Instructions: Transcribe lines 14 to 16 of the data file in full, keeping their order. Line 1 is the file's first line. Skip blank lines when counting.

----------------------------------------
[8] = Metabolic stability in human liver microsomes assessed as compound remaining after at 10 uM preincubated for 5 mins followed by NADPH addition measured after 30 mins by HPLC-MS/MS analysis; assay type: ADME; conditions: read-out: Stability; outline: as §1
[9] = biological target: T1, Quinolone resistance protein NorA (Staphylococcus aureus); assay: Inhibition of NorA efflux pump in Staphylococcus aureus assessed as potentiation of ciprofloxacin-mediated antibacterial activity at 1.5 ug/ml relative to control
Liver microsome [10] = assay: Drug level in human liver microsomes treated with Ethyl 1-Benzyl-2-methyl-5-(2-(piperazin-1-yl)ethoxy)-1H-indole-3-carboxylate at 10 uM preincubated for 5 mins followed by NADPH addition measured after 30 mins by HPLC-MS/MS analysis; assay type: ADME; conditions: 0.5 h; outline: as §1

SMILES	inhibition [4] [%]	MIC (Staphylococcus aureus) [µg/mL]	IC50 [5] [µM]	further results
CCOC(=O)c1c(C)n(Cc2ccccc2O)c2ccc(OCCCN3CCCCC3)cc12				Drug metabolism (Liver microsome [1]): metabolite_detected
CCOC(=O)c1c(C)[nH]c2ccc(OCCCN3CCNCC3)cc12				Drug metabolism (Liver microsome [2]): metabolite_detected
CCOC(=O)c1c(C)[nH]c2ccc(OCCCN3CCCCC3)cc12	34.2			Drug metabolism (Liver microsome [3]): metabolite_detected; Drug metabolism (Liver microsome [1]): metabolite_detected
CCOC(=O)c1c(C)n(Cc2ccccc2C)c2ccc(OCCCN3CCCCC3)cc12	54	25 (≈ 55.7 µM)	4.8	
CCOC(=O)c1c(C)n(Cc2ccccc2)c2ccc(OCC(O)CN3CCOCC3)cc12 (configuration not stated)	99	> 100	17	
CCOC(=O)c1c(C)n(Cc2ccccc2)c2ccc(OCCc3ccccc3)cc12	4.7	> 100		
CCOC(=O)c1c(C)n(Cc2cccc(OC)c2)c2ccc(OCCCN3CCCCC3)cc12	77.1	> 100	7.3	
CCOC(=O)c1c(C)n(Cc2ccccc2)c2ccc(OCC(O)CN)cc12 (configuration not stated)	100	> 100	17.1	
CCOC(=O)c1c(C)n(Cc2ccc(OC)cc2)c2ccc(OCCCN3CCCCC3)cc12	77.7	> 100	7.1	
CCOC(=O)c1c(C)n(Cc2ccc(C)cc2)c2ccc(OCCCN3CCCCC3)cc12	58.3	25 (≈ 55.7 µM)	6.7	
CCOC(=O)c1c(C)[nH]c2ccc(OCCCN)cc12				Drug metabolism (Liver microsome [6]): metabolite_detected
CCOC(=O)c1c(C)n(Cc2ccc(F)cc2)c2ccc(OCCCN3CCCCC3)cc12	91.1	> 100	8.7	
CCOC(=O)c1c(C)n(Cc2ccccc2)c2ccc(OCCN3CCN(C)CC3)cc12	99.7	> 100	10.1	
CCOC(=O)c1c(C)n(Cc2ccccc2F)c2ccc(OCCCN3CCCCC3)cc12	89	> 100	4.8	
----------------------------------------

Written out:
CCOC(=O)c1c(C)n(Cc2ccc(C)cc2)c2ccc(OCCCN3CCCCC3)cc12	58.3	25 (≈ 55.7 µM)	6.7	
CCOC(=O)c1c(C)[nH]c2ccc(OCCCN)cc12				Drug metabolism (Liver microsome [6]): metabolite_detected
CCOC(=O)c1c(C)n(Cc2ccc(F)cc2)c2ccc(OCCCN3CCCCC3)cc12	91.1	> 100	8.7	